Tag Archives: flowers

A paint pot of floral sunshine.

Well, it has been an exceptionally wet and miserable 24 hours here.  Not the best weather to combat the Sunday blues and kick the week off with a smile!  The rain has been absolutely thundering down, making it hard to go anywhere.  Apart from a quick dash out for a playgroup session this morning, we have been cooped up, waiting it out.  So while my daughter has her lunchtime nap, I’ve been in search of my own home-made sunshine.

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I got a Mac a little while ago and Apps are turning out to be a real treat! I am just beginning to dip my toe in the water, checking out some of the creative photo-processing options available.  I follow a blog called decocraftsdigicrafts by a lovely lady called Raewyn.  She recently shared some water-colour style images that she had produced from some of her photographs, using the Waterlogue App.  They were brilliant – I knew I had to have a go!

‘There are always flowers for those who want to see them.’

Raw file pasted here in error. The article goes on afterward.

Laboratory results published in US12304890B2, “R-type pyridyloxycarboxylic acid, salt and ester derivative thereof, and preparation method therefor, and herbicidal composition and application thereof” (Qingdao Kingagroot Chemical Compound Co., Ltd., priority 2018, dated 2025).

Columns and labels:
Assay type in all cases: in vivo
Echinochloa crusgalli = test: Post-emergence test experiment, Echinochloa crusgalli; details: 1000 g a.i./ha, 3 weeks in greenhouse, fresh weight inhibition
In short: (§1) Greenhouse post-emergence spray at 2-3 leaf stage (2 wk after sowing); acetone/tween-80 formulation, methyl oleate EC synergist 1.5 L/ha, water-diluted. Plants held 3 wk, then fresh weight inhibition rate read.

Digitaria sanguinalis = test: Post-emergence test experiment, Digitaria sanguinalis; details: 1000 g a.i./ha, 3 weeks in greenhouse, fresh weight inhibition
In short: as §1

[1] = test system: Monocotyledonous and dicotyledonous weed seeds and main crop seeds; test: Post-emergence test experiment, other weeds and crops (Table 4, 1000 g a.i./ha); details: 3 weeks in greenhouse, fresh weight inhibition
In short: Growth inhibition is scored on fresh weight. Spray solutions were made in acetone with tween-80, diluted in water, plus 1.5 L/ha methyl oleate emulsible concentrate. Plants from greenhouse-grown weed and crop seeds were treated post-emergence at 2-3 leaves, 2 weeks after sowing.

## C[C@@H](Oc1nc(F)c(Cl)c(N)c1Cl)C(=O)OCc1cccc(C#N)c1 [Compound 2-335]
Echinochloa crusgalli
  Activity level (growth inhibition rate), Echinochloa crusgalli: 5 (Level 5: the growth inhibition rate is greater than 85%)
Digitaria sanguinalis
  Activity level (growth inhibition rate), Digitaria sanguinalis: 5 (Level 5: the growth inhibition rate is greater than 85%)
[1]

Henri Matisse


It turns out that not every app works for every Apple product, which I’d never have thought about before I got one myself! Waterlogue seems to be one of them. Typical! But I found something similar (I think!) called Aquarella.  I got it over the weekend and have been having a lot of fun playing with it.  I get an almost childlike thrill, watching my photos instantly turn into ‘watercolours’ and then tinkering about with the settings to get them looking how I want.  Yes, I know, I really do need to get out more!  But honestly, there is no way I could ever actually paint anything so well, so this gives me the chance to imagine my inner artist!

‘I perhaps owe having become a painter to flowers.’

Claude Monet

So here are a selection of the photos I’ve experimented with.  Of the handful I’ve done, most of them are yellow.  I think I must be channelling my hopes for an end to the rain and a little bit of sunshine.  Producing sunshine-y images…a modern day rain dance in reverse for the technology era perhaps?!  Fingers crossed!


‘Normality is a paved road: It’s comfortable to walk, but no flowers grow on it.’

Vincent van Gogh


Down at Fuschia farm: tractors to ride, flowers to lick!